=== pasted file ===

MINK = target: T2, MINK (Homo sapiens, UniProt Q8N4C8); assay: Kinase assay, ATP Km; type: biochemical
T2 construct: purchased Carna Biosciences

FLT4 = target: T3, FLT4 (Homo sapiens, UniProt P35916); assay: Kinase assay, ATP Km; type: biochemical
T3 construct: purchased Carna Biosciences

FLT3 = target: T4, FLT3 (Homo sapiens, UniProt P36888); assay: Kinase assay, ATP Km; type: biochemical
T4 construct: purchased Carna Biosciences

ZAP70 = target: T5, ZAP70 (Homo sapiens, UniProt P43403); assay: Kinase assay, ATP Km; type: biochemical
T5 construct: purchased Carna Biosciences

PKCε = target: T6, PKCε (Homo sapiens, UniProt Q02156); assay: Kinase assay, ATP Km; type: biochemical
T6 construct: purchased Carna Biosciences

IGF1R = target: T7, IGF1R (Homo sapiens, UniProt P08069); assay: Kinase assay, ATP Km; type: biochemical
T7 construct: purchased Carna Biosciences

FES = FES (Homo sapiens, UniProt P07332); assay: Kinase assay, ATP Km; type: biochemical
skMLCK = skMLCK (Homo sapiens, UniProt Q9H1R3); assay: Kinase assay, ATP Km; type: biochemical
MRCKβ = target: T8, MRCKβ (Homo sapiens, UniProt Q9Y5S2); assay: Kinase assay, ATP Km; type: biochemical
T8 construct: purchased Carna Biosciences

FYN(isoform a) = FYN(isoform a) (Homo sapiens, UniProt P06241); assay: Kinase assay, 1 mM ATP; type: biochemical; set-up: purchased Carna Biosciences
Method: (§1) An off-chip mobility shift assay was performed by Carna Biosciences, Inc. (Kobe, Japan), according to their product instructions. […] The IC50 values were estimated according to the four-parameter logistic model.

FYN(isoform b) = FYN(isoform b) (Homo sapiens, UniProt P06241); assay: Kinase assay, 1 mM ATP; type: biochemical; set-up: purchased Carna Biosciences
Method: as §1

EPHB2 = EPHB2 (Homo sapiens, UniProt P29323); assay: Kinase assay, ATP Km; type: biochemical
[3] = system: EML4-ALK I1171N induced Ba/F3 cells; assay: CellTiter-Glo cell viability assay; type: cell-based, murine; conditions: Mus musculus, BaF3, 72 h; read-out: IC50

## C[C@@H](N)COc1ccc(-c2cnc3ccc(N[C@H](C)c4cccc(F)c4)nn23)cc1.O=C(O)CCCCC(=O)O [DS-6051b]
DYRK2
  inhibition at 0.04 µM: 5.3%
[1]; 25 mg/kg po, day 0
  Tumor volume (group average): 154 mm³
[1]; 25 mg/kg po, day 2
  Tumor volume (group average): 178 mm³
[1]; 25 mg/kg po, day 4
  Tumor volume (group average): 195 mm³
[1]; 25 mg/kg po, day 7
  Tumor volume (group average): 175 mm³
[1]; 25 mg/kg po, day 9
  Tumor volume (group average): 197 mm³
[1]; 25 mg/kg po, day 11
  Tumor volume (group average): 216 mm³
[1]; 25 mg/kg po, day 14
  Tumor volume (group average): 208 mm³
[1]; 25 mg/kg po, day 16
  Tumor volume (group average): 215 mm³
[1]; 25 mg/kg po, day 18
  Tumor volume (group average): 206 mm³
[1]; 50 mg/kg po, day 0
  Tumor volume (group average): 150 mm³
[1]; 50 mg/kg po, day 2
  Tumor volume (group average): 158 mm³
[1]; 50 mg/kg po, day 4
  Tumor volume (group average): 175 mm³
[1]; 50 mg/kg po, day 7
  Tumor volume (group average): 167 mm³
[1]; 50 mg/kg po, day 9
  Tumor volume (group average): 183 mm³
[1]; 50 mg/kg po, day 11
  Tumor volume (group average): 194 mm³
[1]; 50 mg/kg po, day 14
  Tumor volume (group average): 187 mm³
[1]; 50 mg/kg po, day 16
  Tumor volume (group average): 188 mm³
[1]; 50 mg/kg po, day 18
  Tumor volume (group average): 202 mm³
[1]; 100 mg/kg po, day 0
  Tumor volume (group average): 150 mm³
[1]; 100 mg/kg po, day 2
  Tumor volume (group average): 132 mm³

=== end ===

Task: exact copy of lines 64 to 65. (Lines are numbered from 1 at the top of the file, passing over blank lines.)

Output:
[1]; 100 mg/kg po, day 2
  Tumor volume (group average): 132 mm³